At the same time the state is inflicting massive hardship on the people through cuts in public spending and employment, new taxes and levies, and cuts in wages, pensions, and social welfare. Unemployment in the Republic now stands at 445,000, or 15 per cent, with youth unemployment at 30 per cent. The crisis has also produced a massive increase in emigration, now running at over a thousand a week in the Republic alone.
There is increasing popular support for the repudiation of this debt, which is an odious debt, generated by the banking houses of Europe and the Irish banks.
The gross debt is fast approaching €200 billion, while the gross national product was only €129 billion in 2011 and is decreasing. This odious debt is simply unpayable by 4½ million people, and the inability of the native capitalist class to find solutions to this crisis exposes them for what they are, simply the gatekeepers for foreign monopoly capitalism, and is a strategic weakness and contradiction in capitalist rule in Ireland.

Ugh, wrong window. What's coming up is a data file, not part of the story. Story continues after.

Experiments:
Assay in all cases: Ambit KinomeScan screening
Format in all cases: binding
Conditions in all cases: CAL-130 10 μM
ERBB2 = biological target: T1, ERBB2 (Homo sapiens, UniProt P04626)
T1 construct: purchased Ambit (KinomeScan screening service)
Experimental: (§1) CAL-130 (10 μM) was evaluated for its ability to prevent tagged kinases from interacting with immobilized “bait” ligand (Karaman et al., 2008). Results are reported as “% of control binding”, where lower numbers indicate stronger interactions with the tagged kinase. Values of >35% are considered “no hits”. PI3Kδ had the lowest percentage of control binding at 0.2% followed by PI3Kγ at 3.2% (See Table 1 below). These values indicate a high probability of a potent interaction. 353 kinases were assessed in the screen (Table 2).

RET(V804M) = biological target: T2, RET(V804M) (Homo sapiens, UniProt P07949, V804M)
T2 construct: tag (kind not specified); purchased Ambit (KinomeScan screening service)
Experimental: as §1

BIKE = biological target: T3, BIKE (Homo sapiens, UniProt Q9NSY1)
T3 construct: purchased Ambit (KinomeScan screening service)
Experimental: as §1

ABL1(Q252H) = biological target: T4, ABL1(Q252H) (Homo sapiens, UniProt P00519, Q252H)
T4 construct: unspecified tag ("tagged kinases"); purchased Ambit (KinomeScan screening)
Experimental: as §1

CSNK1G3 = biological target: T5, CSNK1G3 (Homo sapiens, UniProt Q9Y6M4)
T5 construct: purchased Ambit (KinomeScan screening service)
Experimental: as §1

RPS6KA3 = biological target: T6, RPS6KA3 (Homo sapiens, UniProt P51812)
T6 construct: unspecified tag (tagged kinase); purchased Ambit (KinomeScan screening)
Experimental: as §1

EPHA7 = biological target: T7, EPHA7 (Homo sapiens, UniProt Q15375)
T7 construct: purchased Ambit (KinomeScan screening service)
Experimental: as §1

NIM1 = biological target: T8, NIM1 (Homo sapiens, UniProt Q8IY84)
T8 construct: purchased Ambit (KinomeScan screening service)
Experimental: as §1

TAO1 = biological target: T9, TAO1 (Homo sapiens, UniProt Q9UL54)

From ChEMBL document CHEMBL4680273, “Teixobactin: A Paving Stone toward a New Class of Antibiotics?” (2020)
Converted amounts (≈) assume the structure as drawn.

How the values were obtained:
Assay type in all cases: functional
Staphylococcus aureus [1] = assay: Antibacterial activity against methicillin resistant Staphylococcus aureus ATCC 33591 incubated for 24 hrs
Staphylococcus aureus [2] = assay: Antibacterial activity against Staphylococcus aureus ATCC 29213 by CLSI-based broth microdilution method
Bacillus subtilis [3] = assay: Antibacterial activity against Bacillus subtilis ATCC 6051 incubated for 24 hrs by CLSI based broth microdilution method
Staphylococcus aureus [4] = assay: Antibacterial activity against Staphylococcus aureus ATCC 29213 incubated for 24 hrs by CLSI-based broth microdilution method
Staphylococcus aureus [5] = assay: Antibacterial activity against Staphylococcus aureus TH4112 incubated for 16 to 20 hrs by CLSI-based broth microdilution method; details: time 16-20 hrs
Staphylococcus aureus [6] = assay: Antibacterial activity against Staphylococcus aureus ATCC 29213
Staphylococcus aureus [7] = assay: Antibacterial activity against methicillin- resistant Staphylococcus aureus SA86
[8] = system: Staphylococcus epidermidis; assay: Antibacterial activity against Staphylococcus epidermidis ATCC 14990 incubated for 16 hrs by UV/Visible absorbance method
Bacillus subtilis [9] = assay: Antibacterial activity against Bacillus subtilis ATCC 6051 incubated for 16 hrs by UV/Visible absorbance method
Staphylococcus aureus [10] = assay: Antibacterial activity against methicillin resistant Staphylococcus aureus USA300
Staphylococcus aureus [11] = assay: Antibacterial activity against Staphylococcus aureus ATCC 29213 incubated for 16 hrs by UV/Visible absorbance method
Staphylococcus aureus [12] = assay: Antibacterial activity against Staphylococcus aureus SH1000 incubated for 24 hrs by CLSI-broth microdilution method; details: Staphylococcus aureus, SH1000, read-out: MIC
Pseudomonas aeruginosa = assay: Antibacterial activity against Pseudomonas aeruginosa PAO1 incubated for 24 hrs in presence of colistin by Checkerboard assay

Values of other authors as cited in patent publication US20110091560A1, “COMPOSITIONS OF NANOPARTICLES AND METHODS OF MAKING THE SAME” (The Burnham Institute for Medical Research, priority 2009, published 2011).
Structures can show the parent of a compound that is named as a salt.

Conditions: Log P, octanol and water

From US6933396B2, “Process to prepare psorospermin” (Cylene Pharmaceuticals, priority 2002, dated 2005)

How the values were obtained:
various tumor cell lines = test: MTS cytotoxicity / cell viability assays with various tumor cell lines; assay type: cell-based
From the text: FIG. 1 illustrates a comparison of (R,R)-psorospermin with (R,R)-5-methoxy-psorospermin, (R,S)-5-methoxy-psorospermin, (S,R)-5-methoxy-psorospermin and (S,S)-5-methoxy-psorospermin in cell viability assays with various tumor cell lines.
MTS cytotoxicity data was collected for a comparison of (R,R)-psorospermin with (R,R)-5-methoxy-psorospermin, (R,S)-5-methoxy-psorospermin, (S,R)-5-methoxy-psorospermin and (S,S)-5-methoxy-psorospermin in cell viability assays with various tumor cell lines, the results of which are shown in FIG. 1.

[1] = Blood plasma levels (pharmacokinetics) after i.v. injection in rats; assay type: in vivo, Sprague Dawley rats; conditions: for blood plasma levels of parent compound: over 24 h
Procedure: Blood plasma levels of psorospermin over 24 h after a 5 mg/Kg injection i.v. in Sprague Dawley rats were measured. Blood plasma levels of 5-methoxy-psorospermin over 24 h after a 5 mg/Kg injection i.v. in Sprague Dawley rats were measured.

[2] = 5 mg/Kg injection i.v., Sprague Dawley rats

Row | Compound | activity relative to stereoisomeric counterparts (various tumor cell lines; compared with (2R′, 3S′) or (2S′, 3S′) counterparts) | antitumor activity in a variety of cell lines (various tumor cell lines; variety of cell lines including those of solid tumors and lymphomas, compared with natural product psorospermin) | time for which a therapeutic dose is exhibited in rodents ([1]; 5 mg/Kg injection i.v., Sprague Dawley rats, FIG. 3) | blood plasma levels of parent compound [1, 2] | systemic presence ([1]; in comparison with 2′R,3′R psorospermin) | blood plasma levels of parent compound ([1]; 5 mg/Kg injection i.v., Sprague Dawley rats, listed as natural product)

The Irish people’s wealth is being vacuumed up into the finance houses, to prop up German and EU finance houses and the euro itself, with state companies now being prepared for privatisation under the supervision of the EU and IMF in conjunction with the Irish state.
Added to this is the fact that the British state still controls the North of Ireland, and with the North of Ireland outside the euro and within the sterling area. Nevertheless the same “austerity” policies are applied north and south: cuts in wages and cuts in public services, resulting in rising unemployment and growing poverty.